a SwimOutlet delivery of goggles makes you do the happy dance
I just bought 6, count ’em 6! new pairs of goggles!
I was in a rut with my TYR Nest Pros. We’ve been together for years, various colors, clear, tinted. They’re fine and all, a good go-to goggle, but the excitement was gone. I’m ready to move on. I want to experience, I don’t know, something different. I want more. I want polarized goggles for OW swimming, I want lower profile ones for pool racing (not that I’ve raced in a while, but still), I want to try ZOGGS. Life is short, goggle lines get old, and there are so many options!
Breaking up/change is hard, and who knows if I’ll find anything better, but there’s no harm in trying.
Do you have favorite goggles? What works for you?
Reviews of the 5 new-to-me styles to follow in the next month or so.
Landshark ½, 1, & 2-mile swim, Saturday, June 4, 2016, Lake Gardner, Amesbury, MA
I’m a fair-weather racer, so I waited, waited, waited, and checked the weather obsessively through the week. I’d been planning to swim this event for months, and was hoping for optimal conditions. I was willing to pay the extra $5 to sign up on race day rather than take the chance of crappy weather. Unlike triathlons, swim events rarely sell out!
Race day promised to be beautiful, and it was. The early morning clouds cleared off and the sun came out. The water was reported to be 68 degrees – I was perfectly comfortable in my shorty wetsuit. Most participants, but by no means all, opted for wetsuits.
The course was a ½ -mile loop, so the ½-milers did 1 lap, the 1-milers did 2, and the 2-milers did 4 laps.
19 half-mile racers went off at 10am, followed by 71 two-milers at 10:05am, and 49 one-mile swimmers at 10:10am. The participants’ ages ranged from 11-72.
I did the 2-mile swim. The first lap was pretty crowded (in other words, I got kicked, pawed, bumped, and probably did my fair share of kicking, pawing, and bumping – unintentionally, of course!) but we spread out by the second lap, and spread out even more on the third and fourth ones. We were instructed to yell out our numbers as we swam around the last buoy before going off on the next lap. That wasn’t nearly as disruptive or disorienting as in races where you have to run out and back in the water. I have such a hard time recovering from standing up, running and flopping back down.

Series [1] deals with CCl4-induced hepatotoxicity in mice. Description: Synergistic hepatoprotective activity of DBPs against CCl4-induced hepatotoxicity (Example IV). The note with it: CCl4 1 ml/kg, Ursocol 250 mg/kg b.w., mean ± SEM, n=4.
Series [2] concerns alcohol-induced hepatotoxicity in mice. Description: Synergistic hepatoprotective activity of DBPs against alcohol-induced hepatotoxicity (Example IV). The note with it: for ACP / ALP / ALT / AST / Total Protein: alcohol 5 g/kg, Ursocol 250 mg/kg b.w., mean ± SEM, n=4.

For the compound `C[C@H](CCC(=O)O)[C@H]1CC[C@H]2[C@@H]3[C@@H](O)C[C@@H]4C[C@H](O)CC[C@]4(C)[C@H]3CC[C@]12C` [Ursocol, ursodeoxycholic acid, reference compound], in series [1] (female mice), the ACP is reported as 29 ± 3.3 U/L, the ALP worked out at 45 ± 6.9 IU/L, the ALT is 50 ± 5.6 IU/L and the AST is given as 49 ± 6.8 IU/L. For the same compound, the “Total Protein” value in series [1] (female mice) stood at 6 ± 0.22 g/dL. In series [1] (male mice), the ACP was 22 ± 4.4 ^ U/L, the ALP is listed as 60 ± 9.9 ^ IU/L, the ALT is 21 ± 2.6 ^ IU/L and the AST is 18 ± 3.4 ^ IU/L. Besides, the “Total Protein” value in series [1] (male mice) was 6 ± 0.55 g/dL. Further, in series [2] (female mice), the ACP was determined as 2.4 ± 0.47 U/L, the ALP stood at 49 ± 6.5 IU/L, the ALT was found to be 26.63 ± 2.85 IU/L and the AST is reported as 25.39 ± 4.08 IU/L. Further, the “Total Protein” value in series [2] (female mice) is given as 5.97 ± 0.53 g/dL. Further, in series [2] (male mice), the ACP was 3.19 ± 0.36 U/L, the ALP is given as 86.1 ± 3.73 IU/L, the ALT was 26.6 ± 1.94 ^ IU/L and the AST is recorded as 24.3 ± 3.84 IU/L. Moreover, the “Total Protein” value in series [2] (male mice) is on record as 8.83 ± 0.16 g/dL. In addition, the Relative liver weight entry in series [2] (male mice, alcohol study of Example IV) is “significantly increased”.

54:24 and done. Good enough for 1st in my age group – aging up has its benefits!
This is a nice, fairly small, local race through B&S Event Management. I’ve done some of their other races (runs and swims) and they run a good event. Keep ‘em in mind!
My Finis Inc. Neptune (which I was never that crazy about design-wise) was starting to fail and I wanted to replace it. I started noticing which waterproof audio devices people were using in the pool and did some research. I didn’t want another Neptune, and I kept seeing people with little ipod shuffles clipped to their goggle straps. Seemed like a good idea. Until I got one (see review below). Then I looked at the Finis Inc. site and HEY! they developed a new device, more like the low-profile SwiMP3 that I used to have. And since I had an old Neptune, I could send that back and upgrade to the DUO (for a small fee, of course – $75).